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'We loved each other a lot': Widow of Arizona man shares loving message after husband dies hiking in extreme heat

Widow of doctor who died while hiking near Cave Creek, speaks about the man who she says was the light of her life

PHOENIX — The widow of a Phoenix man who died tragically while hiking with a group near Cave Creek earlier this week to share a message with others about the importance of heat safety.

Originally from Oregon, Dishion came to Phoenix to pursue his medical dream at Barrow Neurological Institute.

"He was really healthy," Amy Dishion said. "He was at the top of his game, he had just run a marathon."

A husband, son, and devoted father, Evan Dishion was the light of his wife's life.

"He sat next to me in a math study skills class," she said. "We became study partners and we just started hanging out from there. And six months later, we started dating and it's been awesome ever since. He was reserved, and very cute and once we got to know each other better, he just, it was just something about him that the energy was right," 

The couple has a three-month-old daughter, who was everything to Evan. We asked Amy what she sees when she looks at her little one.

"I see him," she said. "I see Evan. And I see a piece of him I'll always have with me. And I see a blessing he got to experience before he left to go on his next adventure."

But on Monday, everything changed. 

"It's my understanding in speaking with the hospital he was dead on arrival," she said.

Evan and his five friends had left first thing in the morning to hike near Cave Creek. The group began their trek when one wasn't feeling right and stayed behind. Several others continued on, including Evan.

"I learned that when they hit the summit, Evan specifically was saying we shouldn't stay here long, we should turn around now," Amy said.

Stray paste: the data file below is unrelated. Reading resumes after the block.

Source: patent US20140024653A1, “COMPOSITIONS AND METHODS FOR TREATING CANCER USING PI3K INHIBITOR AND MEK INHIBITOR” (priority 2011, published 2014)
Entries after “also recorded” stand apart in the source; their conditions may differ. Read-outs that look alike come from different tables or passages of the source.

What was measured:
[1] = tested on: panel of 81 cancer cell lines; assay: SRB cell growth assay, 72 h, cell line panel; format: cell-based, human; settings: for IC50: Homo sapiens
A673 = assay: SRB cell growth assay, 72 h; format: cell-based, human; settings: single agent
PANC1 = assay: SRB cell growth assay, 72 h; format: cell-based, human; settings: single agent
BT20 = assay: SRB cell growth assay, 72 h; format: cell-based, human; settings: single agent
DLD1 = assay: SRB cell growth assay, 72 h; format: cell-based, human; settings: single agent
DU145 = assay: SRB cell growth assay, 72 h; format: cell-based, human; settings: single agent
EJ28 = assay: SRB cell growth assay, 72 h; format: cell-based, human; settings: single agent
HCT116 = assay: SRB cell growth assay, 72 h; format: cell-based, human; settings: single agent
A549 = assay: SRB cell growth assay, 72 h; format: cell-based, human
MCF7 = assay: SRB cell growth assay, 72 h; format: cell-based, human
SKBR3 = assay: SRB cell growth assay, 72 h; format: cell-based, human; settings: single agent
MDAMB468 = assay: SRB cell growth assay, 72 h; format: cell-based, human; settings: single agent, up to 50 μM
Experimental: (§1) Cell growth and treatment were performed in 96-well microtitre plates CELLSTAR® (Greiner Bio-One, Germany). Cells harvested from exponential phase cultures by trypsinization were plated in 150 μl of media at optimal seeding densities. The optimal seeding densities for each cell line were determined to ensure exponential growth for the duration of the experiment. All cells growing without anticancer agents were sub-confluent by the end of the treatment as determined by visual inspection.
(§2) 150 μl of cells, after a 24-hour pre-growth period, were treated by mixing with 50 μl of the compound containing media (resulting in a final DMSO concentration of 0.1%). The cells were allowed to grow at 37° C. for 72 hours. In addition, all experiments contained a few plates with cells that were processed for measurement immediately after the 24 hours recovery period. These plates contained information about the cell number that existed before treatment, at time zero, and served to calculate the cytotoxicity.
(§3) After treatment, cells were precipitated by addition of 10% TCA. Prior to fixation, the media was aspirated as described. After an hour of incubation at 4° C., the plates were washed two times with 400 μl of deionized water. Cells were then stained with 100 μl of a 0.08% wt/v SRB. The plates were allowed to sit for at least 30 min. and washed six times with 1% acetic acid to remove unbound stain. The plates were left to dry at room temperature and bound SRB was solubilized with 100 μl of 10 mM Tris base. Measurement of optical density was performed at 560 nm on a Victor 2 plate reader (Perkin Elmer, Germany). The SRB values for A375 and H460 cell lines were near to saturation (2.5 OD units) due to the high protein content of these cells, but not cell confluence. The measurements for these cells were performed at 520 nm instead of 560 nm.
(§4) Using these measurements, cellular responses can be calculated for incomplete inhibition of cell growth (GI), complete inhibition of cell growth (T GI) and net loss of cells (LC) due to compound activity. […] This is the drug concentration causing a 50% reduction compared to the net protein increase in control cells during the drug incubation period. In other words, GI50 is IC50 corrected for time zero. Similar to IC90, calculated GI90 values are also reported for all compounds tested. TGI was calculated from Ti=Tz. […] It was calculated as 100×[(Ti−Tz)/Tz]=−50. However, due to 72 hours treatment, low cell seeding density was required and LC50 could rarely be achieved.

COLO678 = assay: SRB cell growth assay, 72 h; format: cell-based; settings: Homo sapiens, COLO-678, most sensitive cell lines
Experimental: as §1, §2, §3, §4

Which they did. However, at some point during their journey, they ran out of water and into trouble. Some other members of the group also began feeling sick.

"And Evan said we need to call 911," Amy said. "He said this is bad, this is serious, so they were trying to get service and then Evan started to feel bad. At some point, he lost consciousness. And this whole time I was sitting at home, waiting. And I was just so worried. I was calling him over and over."

Evan, Amy says, went into cardiac arrest and died. Now, with their daughter, she's trying to figure out life without him.

"We always had each other's back," she recalled. "And then giving him a daughter was like amazing."

With his wedding band now on a chain worn around her neck, she's doing what she can to keep all the memories close to her heart. Which gives her a bit of comfort, during this extremely difficult time.

"I think about the life we had," she said. "We were very lucky because we loved each other a lot."

She also wants others to know, that if it could happen to Evan, it could happen to anyone. Which is why she's telling others to be careful and not risk it.

"I want people to know that it can happen to you," she said. "It absolutely can. You never know if it can happen to someone like Evan who had no health concerns, he was fit, young, he was a medical professional. If it can happen to him it can happen to anyone. This is real, my husband left me and my baby behind to go on a hike. He loved his medical career, he had a bright future ahead of him, it's all gone now."

She also says he wanted to become an attending, but unfortunately will never get the chance.

"He fell in love with Arizona, he loved the mountains," she said. "You don't want to feel the despair that I feel."

If you'd like to help the family, a GoFundMe has been set up for their 3-month-old daughter, here.

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